Liberal Democratic Party lawmakers made an ambitious proposal Thursday to raise the ratio of immigrants in Japan to about 10 percent over the next 50 years.
The frankness of the suggestion reflects the seriousness of Japan’s population decline, which is marked by a rapid increase in the elderly population and a falling birthrate that threatens to undermine future economic growth.
“There is no effective cure to save Japan from a population crisis,” the proposal said. “In order for Japan to survive, it must open its doors as an international state to the world and shift toward establishing an ‘immigrant nation’ by accepting immigrants and revitalizing Japan.”
Headed by ex-LDP Secretary General Hidenao Nakagawa, the group of about 80 lawmakers drafted a “Japanese-model immigration policy” that they plan to submit to Prime Minister Yasuo Fukuda next week.
The group said its definition of “immigrant” is the same as that used by the United Nations, and can count individuals who have lived outside their home countries for more than 12 months. This includes asylum-seekers, people on state or corporate training programs, and even exchange students.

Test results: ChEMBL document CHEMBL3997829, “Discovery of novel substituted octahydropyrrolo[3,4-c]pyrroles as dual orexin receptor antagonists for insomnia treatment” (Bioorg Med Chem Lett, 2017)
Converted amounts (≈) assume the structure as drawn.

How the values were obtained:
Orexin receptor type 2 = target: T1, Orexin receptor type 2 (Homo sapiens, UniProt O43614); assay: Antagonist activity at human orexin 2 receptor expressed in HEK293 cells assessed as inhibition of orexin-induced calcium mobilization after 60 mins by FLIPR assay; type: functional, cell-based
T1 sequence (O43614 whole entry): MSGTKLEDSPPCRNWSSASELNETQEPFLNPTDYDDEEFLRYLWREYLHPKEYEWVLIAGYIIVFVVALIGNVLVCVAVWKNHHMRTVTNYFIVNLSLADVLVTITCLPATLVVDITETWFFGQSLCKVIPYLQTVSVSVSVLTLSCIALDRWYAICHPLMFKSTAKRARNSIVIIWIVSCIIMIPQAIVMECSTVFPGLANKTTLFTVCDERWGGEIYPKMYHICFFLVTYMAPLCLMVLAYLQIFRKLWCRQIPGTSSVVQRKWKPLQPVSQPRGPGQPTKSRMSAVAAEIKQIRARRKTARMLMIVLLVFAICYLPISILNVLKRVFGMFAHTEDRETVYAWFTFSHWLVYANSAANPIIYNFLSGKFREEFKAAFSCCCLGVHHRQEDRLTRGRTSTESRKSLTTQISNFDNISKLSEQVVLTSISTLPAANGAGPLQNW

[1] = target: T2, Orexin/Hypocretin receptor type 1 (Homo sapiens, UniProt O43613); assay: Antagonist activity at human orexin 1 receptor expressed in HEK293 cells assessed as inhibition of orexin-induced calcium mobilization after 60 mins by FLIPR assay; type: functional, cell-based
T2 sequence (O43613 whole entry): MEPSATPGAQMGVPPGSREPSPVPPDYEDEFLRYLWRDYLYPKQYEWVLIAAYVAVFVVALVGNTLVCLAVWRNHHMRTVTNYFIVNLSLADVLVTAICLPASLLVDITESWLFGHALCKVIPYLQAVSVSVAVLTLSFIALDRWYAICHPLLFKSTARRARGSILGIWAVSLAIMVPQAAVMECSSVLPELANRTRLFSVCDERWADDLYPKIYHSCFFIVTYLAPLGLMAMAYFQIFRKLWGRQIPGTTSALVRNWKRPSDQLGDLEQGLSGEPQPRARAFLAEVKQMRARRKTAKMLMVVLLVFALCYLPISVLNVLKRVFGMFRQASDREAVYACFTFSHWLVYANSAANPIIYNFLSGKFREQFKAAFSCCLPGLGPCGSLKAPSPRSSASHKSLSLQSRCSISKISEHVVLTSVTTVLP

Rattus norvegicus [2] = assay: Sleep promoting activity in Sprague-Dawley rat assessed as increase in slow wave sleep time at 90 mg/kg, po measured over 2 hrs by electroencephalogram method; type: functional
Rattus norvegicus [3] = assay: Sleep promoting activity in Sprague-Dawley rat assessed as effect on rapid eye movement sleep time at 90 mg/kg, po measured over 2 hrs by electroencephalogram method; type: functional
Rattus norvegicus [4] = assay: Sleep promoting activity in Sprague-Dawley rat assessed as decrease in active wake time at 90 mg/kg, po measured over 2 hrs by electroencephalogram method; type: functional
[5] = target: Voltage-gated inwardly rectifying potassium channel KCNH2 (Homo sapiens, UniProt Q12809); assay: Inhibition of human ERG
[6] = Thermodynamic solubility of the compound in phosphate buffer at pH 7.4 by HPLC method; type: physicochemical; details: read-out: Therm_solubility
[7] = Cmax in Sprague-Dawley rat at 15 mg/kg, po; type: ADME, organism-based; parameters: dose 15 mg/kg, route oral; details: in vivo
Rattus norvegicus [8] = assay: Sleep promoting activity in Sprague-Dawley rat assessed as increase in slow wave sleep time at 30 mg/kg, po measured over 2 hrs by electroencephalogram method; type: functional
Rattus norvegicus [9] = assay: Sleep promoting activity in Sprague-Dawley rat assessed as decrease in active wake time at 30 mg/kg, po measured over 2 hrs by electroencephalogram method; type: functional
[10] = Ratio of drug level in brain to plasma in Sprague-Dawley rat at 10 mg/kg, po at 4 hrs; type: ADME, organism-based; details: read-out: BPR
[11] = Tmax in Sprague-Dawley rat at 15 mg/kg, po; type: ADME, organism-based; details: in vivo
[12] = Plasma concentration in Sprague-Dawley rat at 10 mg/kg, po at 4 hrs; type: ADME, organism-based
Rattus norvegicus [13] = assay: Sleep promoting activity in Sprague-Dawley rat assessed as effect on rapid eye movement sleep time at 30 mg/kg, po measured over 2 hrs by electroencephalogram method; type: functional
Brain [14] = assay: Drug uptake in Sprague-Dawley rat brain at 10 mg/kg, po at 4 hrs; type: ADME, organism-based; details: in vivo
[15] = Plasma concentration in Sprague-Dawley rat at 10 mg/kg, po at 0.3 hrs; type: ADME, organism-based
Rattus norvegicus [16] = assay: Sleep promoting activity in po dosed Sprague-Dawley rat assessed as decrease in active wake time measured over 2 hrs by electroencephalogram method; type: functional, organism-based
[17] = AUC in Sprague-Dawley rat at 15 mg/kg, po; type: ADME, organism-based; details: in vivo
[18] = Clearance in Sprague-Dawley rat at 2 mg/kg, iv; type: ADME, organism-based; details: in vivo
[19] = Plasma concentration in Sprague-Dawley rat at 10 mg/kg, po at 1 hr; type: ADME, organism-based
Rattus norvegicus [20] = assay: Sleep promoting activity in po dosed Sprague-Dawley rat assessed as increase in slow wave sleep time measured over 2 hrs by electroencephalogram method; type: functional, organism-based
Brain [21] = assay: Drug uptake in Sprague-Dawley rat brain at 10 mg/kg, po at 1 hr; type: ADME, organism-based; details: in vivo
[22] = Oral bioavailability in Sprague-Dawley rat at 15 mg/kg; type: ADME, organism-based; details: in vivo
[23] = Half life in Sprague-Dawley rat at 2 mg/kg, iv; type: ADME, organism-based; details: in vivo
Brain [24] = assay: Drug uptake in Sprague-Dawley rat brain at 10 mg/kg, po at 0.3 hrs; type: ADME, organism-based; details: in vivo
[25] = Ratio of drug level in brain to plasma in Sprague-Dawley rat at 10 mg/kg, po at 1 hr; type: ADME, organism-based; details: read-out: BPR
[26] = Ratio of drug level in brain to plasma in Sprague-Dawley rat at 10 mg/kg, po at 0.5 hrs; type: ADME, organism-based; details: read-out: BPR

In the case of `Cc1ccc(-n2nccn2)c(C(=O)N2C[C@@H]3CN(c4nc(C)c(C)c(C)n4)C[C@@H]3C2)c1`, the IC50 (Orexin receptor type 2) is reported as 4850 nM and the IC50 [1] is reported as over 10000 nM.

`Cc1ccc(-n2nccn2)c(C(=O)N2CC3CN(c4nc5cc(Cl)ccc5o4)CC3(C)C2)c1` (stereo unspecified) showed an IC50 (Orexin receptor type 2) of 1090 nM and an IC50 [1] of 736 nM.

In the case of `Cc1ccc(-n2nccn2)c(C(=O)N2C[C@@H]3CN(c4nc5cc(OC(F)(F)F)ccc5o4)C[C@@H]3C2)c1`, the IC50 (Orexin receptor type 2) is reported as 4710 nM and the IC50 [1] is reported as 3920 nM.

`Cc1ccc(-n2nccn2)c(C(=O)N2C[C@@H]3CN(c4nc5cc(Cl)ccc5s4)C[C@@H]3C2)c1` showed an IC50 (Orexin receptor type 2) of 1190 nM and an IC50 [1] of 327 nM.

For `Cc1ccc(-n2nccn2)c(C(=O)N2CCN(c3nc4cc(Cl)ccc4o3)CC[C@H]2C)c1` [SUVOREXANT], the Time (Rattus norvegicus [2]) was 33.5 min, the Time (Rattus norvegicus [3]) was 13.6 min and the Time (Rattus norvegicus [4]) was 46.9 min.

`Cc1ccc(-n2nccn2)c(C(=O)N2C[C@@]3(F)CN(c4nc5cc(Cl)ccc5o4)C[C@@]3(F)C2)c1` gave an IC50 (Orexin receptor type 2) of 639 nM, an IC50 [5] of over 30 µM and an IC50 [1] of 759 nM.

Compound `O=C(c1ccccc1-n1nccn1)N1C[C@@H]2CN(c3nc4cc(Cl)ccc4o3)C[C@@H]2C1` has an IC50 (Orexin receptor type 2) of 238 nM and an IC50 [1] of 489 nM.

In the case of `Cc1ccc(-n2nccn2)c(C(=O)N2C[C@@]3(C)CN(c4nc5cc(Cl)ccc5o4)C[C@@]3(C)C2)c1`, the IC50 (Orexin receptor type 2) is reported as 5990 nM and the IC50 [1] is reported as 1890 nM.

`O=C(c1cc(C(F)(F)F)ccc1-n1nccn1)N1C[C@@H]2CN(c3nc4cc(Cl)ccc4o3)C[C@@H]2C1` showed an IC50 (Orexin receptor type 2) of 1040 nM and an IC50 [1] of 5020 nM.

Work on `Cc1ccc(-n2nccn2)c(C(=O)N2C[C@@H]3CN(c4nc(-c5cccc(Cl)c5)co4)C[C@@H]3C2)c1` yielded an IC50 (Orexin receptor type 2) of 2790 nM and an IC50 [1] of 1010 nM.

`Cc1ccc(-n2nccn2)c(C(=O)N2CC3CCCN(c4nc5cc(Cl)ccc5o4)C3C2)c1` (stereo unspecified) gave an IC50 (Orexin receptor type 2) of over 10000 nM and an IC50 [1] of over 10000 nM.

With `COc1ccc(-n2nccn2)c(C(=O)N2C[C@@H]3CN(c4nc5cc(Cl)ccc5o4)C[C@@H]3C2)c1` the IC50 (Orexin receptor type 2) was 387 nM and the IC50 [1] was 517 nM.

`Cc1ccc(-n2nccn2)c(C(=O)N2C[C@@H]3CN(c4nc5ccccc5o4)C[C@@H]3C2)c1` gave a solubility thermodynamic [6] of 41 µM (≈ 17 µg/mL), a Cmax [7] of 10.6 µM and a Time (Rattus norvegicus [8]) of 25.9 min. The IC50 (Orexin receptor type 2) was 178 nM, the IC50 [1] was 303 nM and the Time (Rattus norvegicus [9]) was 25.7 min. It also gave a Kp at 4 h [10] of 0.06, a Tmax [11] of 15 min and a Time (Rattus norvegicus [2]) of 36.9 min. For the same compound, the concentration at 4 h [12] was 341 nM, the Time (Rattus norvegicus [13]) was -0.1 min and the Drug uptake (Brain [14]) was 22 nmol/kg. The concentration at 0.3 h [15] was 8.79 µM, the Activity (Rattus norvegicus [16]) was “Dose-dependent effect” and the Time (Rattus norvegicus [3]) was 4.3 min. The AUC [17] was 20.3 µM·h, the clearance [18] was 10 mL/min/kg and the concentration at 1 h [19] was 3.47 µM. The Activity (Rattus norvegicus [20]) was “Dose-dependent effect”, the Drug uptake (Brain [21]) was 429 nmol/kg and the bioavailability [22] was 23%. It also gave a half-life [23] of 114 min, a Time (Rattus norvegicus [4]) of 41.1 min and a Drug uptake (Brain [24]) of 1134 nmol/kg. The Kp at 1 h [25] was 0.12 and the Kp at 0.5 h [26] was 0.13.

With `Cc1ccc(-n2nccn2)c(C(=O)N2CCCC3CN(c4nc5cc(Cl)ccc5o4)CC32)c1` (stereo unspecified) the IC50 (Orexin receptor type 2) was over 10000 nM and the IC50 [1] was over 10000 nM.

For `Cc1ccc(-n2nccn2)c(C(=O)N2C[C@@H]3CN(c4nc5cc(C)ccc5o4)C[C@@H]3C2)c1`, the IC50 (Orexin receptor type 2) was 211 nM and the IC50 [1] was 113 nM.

In what might be the government’s first time using the word “immigrant” in this context, the proposal calls for enacting a law that specifies Japan’s basic principles and policies on immigrants.
It also says immigration policy should place importance on nurturing the talent of newcomers, adding that providing more education and training opportunities is indispensable.
In addition, an “immigration agency” should be set up within three years to unify the management of foreigner-related affairs, including legal issues such as nationality and immigration control.
“This (proposal) covers a wide range of issues that need to be taken care of both in the short term and the long term, but as members of the legislature, we’re determined to make the necessary changes to the law,” Nakagawa said, noting the group will ask its peers in the ruling and opposition camps for their support. “We’re going to move swiftly.”
According to Immigration Bureau data, the number of registered foreigners in Japan set a record high of about 2.08 million in 2006. Among them, permanent residents have continued to grow, reaching 837,000, or 40 percent, of all registered foreigners in 2006.
Hirohiko Nakamura, an Upper House lawmaker and secretary general of the LDP group, said increasing the recognition of refugees is also on their agenda. The group proposes accepting up to 1,000 asylum-seekers and other foreigners who need protection for humanitarian reasons.
The proposal also said a foreigner who has lived in Japan for 10 years or longer should be given nationality if the person wishes to become a Japanese citizen. The group also says citizenship should be given to all permanent residents.